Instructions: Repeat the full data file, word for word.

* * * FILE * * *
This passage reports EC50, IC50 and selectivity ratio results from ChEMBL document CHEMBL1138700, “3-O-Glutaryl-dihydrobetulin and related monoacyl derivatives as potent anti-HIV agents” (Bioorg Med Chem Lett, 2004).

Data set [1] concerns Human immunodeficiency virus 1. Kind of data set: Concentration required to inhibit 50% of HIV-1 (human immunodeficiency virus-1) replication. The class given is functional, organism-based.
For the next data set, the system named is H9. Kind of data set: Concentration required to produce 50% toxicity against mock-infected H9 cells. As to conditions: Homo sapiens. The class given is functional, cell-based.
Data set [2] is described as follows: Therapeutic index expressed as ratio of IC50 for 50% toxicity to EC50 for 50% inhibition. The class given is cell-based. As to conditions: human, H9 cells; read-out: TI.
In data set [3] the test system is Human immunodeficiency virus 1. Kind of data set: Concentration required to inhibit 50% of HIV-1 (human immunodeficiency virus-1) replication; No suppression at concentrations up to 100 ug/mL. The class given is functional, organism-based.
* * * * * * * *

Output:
This passage reports EC50, IC50 and selectivity ratio results from ChEMBL document CHEMBL1138700, “3-O-Glutaryl-dihydrobetulin and related monoacyl derivatives as potent anti-HIV agents” (Bioorg Med Chem Lett, 2004).

Data set [1] concerns Human immunodeficiency virus 1. Kind of data set: Concentration required to inhibit 50% of HIV-1 (human immunodeficiency virus-1) replication. The class given is functional, organism-based.
For the next data set, the system named is H9. Kind of data set: Concentration required to produce 50% toxicity against mock-infected H9 cells. As to conditions: Homo sapiens. The class given is functional, cell-based.
Data set [2] is described as follows: Therapeutic index expressed as ratio of IC50 for 50% toxicity to EC50 for 50% inhibition. The class given is cell-based. As to conditions: human, H9 cells; read-out: TI.
In data set [3] the test system is Human immunodeficiency virus 1. Kind of data set: Concentration required to inhibit 50% of HIV-1 (human immunodeficiency virus-1) replication; No suppression at concentrations up to 100 ug/mL. The class given is functional, organism-based.